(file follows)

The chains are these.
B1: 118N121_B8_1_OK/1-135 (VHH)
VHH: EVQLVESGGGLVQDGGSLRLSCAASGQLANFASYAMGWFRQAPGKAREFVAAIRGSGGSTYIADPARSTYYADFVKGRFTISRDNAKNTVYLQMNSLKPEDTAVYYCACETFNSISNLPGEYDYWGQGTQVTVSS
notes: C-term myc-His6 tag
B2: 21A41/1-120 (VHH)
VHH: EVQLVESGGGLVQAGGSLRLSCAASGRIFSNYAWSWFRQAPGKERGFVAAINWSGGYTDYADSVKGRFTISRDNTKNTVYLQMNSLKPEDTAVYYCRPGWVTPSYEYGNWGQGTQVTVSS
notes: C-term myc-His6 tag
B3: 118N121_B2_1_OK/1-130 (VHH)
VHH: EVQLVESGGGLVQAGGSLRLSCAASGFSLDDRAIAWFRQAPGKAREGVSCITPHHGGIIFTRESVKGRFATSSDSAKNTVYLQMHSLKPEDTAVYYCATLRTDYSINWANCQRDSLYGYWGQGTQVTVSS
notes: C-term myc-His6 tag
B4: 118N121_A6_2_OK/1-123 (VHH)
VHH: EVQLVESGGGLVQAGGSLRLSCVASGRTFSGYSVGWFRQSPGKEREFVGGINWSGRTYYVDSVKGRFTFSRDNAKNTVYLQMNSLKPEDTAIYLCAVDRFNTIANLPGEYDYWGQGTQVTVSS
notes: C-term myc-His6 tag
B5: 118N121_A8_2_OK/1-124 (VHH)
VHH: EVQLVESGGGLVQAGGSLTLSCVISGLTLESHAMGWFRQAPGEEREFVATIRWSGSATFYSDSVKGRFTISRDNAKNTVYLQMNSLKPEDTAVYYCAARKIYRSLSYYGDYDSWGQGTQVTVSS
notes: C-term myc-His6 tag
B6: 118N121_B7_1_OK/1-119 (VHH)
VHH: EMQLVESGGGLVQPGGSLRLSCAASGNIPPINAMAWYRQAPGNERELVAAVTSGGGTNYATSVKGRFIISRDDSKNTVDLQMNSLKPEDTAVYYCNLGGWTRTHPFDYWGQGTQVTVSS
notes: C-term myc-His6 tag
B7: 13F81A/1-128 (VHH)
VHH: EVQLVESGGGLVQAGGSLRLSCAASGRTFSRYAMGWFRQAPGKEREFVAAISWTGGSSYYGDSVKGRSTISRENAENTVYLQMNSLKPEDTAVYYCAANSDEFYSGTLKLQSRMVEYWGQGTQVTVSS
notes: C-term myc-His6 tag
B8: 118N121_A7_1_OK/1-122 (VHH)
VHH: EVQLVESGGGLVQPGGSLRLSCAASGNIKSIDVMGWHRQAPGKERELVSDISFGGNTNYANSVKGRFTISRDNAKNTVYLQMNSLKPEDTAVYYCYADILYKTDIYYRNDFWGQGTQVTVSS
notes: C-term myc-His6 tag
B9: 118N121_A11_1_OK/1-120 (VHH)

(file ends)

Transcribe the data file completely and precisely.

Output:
The chains are these.
B1: 118N121_B8_1_OK/1-135 (VHH)
VHH: EVQLVESGGGLVQDGGSLRLSCAASGQLANFASYAMGWFRQAPGKAREFVAAIRGSGGSTYIADPARSTYYADFVKGRFTISRDNAKNTVYLQMNSLKPEDTAVYYCACETFNSISNLPGEYDYWGQGTQVTVSS
notes: C-term myc-His6 tag
B2: 21A41/1-120 (VHH)
VHH: EVQLVESGGGLVQAGGSLRLSCAASGRIFSNYAWSWFRQAPGKERGFVAAINWSGGYTDYADSVKGRFTISRDNTKNTVYLQMNSLKPEDTAVYYCRPGWVTPSYEYGNWGQGTQVTVSS
notes: C-term myc-His6 tag
B3: 118N121_B2_1_OK/1-130 (VHH)
VHH: EVQLVESGGGLVQAGGSLRLSCAASGFSLDDRAIAWFRQAPGKAREGVSCITPHHGGIIFTRESVKGRFATSSDSAKNTVYLQMHSLKPEDTAVYYCATLRTDYSINWANCQRDSLYGYWGQGTQVTVSS
notes: C-term myc-His6 tag
B4: 118N121_A6_2_OK/1-123 (VHH)
VHH: EVQLVESGGGLVQAGGSLRLSCVASGRTFSGYSVGWFRQSPGKEREFVGGINWSGRTYYVDSVKGRFTFSRDNAKNTVYLQMNSLKPEDTAIYLCAVDRFNTIANLPGEYDYWGQGTQVTVSS
notes: C-term myc-His6 tag
B5: 118N121_A8_2_OK/1-124 (VHH)
VHH: EVQLVESGGGLVQAGGSLTLSCVISGLTLESHAMGWFRQAPGEEREFVATIRWSGSATFYSDSVKGRFTISRDNAKNTVYLQMNSLKPEDTAVYYCAARKIYRSLSYYGDYDSWGQGTQVTVSS
notes: C-term myc-His6 tag
B6: 118N121_B7_1_OK/1-119 (VHH)
VHH: EMQLVESGGGLVQPGGSLRLSCAASGNIPPINAMAWYRQAPGNERELVAAVTSGGGTNYATSVKGRFIISRDDSKNTVDLQMNSLKPEDTAVYYCNLGGWTRTHPFDYWGQGTQVTVSS
notes: C-term myc-His6 tag
B7: 13F81A/1-128 (VHH)
VHH: EVQLVESGGGLVQAGGSLRLSCAASGRTFSRYAMGWFRQAPGKEREFVAAISWTGGSSYYGDSVKGRSTISRENAENTVYLQMNSLKPEDTAVYYCAANSDEFYSGTLKLQSRMVEYWGQGTQVTVSS
notes: C-term myc-His6 tag
B8: 118N121_A7_1_OK/1-122 (VHH)
VHH: EVQLVESGGGLVQPGGSLRLSCAASGNIKSIDVMGWHRQAPGKERELVSDISFGGNTNYANSVKGRFTISRDNAKNTVYLQMNSLKPEDTAVYYCYADILYKTDIYYRNDFWGQGTQVTVSS
notes: C-term myc-His6 tag
B9: 118N121_A11_1_OK/1-120 (VHH)